The youngest woman ever elected to Congress again made headlines and sparked conservative criticism when she said Monday that she and other young Americans fear "the world is going to end in 12 years if we don't address climate change." Rep. Alexandria Ocasio-Cortez, D-N.Y. made the remark during an interview with writer Ta-Nehisi Coates at the MLK Now event in New York City celebrating the legacy of Martin Luther King Jr. Ocasio-Cortez called the fight to mitigate the effects of climate change her generation's "World War II."
The US will go ahead with formal extradition proceedings to bring the detained Huawei executive Meng Wanzhou to America from Canada, it has been reported, despite the risk of increased trans-Pacific tensions. Canada's ambassador to the US, David MacNaughton, said in an interview on Monday that Washington had told Ottawa it will make the formal request, without going into detail on timing. Ms Meng was detained by Canada on 1 December at the request of the United States, meaning the deadline for filing the extradition request falls on 30 January – 60 days later.
California senator Kamala Harris has launched her presidential campaign for 2020, adding to a crowded Democratic field dominated by a new generation of women and minority candidates. The 54-year-old former prosecutor announced her bid for the White House on Monday in an appearance on ABC's Good Morning America programme, saying "The future of our country depends on you and millions of others lifting our voices to fight for our American values. Senators Kirsten Gillibrand, Elizabeth Warren have already announced their campaigns, along with congresswoman Tulsi Gabbard, former San Antonio mayor Julian Castro and John Delaney, a Democratic Congressman from Maryland.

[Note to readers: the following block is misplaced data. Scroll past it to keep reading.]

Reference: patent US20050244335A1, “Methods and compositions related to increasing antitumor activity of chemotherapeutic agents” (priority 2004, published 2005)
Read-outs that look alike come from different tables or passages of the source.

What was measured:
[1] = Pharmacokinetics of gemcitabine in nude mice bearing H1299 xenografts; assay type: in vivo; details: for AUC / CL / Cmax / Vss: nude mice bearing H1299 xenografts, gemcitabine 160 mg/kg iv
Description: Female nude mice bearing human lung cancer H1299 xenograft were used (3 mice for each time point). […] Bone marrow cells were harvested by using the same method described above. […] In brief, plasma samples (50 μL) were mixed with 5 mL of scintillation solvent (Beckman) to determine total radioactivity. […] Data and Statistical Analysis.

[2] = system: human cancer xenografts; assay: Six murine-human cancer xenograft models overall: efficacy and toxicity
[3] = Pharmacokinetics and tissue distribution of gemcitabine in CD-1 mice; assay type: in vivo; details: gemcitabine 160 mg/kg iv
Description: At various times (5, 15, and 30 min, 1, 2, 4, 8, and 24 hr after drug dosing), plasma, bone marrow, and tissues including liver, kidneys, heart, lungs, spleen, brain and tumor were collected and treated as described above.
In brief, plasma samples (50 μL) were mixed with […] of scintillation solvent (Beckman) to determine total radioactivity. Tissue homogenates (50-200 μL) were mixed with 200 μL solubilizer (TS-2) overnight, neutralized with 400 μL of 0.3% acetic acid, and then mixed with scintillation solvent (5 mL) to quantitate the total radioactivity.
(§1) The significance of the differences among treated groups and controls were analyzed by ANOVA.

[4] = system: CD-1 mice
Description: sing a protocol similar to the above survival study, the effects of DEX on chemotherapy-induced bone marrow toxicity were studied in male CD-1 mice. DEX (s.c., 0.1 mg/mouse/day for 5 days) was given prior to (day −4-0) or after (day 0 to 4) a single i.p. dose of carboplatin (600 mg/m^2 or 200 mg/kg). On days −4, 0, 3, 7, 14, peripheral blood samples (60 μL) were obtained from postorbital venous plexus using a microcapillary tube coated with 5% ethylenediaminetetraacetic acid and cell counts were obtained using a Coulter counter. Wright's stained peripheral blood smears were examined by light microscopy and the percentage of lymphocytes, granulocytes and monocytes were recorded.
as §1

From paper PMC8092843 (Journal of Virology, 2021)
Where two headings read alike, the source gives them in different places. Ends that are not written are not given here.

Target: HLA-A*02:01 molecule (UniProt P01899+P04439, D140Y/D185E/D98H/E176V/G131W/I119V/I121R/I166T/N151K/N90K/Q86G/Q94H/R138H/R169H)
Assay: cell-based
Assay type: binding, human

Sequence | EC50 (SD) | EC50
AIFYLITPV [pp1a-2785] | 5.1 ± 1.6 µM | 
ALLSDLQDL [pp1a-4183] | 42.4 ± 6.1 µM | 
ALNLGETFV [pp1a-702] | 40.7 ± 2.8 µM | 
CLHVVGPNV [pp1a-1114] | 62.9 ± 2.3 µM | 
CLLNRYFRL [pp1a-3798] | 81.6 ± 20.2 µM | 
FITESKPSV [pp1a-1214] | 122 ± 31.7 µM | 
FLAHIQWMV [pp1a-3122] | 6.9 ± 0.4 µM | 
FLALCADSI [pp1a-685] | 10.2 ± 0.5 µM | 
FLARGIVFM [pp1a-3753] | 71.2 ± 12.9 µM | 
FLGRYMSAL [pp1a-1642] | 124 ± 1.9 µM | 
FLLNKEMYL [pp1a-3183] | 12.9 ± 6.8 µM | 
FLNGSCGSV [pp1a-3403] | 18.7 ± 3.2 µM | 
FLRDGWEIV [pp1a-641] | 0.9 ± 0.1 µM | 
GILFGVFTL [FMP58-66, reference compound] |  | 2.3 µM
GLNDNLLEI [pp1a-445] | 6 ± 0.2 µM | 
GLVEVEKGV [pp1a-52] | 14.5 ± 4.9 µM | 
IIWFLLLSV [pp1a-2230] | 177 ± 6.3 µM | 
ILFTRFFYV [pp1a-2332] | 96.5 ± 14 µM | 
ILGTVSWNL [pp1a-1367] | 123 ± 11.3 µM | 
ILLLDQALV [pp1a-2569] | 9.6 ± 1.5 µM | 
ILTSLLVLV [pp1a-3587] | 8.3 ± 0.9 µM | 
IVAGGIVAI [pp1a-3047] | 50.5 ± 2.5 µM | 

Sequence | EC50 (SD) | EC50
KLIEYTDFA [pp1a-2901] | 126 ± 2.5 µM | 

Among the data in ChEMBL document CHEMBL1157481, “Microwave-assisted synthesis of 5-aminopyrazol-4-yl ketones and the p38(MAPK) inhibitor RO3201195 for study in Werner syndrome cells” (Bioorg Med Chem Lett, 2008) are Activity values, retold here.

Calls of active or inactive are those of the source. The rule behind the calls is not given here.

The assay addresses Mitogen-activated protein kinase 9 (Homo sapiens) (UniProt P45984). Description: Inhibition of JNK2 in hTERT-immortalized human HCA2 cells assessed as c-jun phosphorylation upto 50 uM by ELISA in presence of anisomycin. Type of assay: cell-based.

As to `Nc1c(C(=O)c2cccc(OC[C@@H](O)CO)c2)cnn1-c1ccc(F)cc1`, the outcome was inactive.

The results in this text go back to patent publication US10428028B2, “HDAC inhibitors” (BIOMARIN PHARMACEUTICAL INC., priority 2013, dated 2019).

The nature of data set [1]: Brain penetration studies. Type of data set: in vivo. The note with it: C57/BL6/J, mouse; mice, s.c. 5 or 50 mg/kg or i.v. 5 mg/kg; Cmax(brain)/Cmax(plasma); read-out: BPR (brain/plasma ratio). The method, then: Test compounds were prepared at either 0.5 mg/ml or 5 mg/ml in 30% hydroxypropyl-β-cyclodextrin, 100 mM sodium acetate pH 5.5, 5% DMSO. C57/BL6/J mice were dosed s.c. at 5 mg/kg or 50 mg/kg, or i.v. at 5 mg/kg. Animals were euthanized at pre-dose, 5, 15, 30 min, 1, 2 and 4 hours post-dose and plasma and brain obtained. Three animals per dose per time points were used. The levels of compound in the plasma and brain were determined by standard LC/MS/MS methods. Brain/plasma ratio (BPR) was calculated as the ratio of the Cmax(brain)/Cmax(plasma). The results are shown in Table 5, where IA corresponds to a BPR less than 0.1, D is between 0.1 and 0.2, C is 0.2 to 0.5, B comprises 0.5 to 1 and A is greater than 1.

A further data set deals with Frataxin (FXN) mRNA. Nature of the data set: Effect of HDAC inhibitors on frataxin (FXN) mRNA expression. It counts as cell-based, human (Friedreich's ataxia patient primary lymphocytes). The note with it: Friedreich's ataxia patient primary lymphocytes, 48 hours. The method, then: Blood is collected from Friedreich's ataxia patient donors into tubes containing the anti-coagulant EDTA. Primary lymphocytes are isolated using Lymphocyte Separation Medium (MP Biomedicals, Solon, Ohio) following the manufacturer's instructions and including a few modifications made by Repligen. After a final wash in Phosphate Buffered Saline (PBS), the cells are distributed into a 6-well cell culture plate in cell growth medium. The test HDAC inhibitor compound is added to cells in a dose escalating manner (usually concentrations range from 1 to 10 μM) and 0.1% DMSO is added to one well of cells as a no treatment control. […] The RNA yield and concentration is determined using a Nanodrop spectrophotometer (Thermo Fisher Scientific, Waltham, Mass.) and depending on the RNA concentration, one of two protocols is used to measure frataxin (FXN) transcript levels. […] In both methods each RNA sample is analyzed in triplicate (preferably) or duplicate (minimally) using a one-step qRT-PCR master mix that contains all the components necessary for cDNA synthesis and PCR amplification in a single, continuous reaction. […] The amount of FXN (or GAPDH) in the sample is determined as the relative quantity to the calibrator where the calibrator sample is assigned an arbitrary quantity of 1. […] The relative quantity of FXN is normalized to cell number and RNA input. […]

The pound recovered ground Monday after British Prime Minister Theresa May said she plans to return to Brussels to discuss changes to the Brexit deal she agreed with EU leaders last month despite an overwhelming rejection of the draft text by MPs last week. There was mixed news out of China, with official data showing the country's economic growth at its slowest pace in 28 years offsetting a report that the country has offered to eliminate its massive trade surplus with the United States -- easing trade war tensions between the world's two biggest economies. Britain, meanwhile, is on course to crash out of the European Union on March 29 without a deal unless UK MPs can force a delay or come up with an alternative plan that Brussels is also happy with.